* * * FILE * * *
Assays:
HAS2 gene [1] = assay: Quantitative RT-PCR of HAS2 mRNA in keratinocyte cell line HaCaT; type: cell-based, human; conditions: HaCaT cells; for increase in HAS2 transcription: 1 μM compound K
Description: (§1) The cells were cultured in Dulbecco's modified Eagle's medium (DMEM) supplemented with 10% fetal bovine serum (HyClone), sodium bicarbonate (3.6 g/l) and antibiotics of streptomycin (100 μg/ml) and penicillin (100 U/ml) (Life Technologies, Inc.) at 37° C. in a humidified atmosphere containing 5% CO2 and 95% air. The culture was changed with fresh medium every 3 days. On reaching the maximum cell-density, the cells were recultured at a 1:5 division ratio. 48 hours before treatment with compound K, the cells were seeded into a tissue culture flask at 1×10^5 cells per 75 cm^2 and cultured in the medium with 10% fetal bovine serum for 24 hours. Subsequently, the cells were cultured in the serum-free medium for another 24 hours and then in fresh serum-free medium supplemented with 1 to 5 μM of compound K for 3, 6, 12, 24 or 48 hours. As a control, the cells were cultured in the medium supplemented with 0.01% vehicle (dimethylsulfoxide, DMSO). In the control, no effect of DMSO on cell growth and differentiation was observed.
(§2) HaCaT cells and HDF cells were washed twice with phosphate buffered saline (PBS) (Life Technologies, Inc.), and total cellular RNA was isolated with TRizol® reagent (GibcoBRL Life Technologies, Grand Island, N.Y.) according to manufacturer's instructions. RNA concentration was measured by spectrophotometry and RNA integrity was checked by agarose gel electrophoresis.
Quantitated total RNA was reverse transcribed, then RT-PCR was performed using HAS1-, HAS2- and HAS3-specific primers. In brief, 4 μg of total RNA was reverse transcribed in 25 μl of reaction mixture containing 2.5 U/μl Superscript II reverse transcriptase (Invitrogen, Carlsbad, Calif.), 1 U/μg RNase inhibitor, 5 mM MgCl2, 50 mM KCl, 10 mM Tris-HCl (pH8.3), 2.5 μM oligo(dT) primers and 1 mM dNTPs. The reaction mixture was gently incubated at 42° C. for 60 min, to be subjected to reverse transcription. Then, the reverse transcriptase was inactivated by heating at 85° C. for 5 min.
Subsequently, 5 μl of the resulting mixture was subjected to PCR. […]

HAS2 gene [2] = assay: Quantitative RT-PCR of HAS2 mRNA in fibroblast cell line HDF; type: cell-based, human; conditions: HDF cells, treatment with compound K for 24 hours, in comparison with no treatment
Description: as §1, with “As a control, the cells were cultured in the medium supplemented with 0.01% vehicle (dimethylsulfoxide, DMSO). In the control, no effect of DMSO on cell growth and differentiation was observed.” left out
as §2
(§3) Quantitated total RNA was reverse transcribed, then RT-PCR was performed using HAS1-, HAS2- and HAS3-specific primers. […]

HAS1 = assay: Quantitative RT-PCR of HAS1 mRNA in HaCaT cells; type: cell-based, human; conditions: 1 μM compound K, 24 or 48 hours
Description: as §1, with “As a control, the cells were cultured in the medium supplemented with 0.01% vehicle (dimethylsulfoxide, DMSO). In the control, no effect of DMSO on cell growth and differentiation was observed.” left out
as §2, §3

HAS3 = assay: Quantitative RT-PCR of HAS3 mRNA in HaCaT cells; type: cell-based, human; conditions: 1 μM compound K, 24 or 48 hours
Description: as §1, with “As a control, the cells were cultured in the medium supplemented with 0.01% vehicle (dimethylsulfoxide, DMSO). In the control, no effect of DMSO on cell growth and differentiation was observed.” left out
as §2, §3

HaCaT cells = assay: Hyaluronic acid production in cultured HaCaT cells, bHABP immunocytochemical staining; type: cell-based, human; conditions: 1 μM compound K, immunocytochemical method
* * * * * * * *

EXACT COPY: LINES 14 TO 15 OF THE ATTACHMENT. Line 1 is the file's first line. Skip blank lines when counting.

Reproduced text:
HAS3 = assay: Quantitative RT-PCR of HAS3 mRNA in HaCaT cells; type: cell-based, human; conditions: 1 μM compound K, 24 or 48 hours
Description: as §1, with “As a control, the cells were cultured in the medium supplemented with 0.01% vehicle (dimethylsulfoxide, DMSO). In the control, no effect of DMSO on cell growth and differentiation was observed.” left out